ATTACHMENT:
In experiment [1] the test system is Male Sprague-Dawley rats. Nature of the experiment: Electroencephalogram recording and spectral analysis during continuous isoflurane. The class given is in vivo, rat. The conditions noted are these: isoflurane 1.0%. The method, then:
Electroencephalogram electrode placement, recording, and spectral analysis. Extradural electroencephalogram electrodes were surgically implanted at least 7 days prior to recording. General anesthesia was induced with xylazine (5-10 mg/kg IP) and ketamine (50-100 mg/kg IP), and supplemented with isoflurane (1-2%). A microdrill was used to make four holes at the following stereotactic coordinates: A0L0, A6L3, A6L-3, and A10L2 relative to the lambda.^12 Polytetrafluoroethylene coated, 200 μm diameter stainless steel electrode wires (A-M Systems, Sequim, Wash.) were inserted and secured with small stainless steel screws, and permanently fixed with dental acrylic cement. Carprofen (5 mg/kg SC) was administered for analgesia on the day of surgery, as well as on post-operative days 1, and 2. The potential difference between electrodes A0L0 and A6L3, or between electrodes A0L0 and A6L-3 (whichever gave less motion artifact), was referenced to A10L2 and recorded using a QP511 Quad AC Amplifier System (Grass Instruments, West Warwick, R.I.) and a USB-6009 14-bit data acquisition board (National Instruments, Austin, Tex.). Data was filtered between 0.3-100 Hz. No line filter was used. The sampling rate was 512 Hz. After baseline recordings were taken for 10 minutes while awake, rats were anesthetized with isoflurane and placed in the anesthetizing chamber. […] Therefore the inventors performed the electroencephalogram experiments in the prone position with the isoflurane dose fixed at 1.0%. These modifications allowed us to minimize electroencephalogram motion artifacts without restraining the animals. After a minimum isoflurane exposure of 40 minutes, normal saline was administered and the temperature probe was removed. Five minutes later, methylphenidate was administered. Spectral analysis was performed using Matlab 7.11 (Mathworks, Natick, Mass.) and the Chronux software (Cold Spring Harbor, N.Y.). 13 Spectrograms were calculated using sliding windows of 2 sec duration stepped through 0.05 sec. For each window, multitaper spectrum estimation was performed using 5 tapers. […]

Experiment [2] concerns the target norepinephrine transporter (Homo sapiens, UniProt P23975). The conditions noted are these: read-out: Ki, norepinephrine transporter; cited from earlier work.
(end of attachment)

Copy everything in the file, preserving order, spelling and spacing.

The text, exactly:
In experiment [1] the test system is Male Sprague-Dawley rats. Nature of the experiment: Electroencephalogram recording and spectral analysis during continuous isoflurane. The class given is in vivo, rat. The conditions noted are these: isoflurane 1.0%. The method, then:
Electroencephalogram electrode placement, recording, and spectral analysis. Extradural electroencephalogram electrodes were surgically implanted at least 7 days prior to recording. General anesthesia was induced with xylazine (5-10 mg/kg IP) and ketamine (50-100 mg/kg IP), and supplemented with isoflurane (1-2%). A microdrill was used to make four holes at the following stereotactic coordinates: A0L0, A6L3, A6L-3, and A10L2 relative to the lambda.^12 Polytetrafluoroethylene coated, 200 μm diameter stainless steel electrode wires (A-M Systems, Sequim, Wash.) were inserted and secured with small stainless steel screws, and permanently fixed with dental acrylic cement. Carprofen (5 mg/kg SC) was administered for analgesia on the day of surgery, as well as on post-operative days 1, and 2. The potential difference between electrodes A0L0 and A6L3, or between electrodes A0L0 and A6L-3 (whichever gave less motion artifact), was referenced to A10L2 and recorded using a QP511 Quad AC Amplifier System (Grass Instruments, West Warwick, R.I.) and a USB-6009 14-bit data acquisition board (National Instruments, Austin, Tex.). Data was filtered between 0.3-100 Hz. No line filter was used. The sampling rate was 512 Hz. After baseline recordings were taken for 10 minutes while awake, rats were anesthetized with isoflurane and placed in the anesthetizing chamber. […] Therefore the inventors performed the electroencephalogram experiments in the prone position with the isoflurane dose fixed at 1.0%. These modifications allowed us to minimize electroencephalogram motion artifacts without restraining the animals. After a minimum isoflurane exposure of 40 minutes, normal saline was administered and the temperature probe was removed. Five minutes later, methylphenidate was administered. Spectral analysis was performed using Matlab 7.11 (Mathworks, Natick, Mass.) and the Chronux software (Cold Spring Harbor, N.Y.). 13 Spectrograms were calculated using sliding windows of 2 sec duration stepped through 0.05 sec. For each window, multitaper spectrum estimation was performed using 5 tapers. […]

Experiment [2] concerns the target norepinephrine transporter (Homo sapiens, UniProt P23975). The conditions noted are these: read-out: Ki, norepinephrine transporter; cited from earlier work.